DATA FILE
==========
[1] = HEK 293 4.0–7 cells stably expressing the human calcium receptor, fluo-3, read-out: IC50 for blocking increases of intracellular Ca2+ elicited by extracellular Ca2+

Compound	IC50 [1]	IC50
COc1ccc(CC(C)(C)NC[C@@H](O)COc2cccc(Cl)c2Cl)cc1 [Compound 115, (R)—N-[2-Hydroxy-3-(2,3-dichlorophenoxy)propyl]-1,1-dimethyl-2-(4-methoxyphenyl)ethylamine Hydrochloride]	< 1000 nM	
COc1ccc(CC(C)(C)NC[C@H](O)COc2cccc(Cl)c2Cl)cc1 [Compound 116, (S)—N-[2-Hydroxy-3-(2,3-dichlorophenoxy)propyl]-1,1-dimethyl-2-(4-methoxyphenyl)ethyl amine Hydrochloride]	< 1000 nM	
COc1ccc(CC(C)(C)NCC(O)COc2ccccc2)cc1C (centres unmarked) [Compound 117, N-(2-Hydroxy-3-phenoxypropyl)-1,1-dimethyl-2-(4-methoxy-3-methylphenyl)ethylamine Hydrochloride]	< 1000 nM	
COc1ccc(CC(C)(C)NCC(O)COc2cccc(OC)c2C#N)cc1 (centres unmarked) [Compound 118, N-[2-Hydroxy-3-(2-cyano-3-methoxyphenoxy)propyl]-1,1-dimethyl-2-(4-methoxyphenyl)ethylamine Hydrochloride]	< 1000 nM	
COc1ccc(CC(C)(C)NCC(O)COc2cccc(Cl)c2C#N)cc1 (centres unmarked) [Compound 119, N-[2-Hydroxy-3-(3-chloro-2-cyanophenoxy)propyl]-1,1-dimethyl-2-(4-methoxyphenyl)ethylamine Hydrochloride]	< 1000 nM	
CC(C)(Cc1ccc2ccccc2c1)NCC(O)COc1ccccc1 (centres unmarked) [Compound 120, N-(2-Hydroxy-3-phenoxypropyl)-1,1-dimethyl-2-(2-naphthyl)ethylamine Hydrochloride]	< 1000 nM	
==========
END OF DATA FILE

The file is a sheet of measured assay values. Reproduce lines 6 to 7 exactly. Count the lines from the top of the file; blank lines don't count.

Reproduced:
COc1ccc(CC(C)(C)NCC(O)COc2cccc(OC)c2C#N)cc1 (centres unmarked) [Compound 118, N-[2-Hydroxy-3-(2-cyano-3-methoxyphenoxy)propyl]-1,1-dimethyl-2-(4-methoxyphenyl)ethylamine Hydrochloride]	< 1000 nM	
COc1ccc(CC(C)(C)NCC(O)COc2cccc(Cl)c2C#N)cc1 (centres unmarked) [Compound 119, N-[2-Hydroxy-3-(3-chloro-2-cyanophenoxy)propyl]-1,1-dimethyl-2-(4-methoxyphenyl)ethylamine Hydrochloride]	< 1000 nM	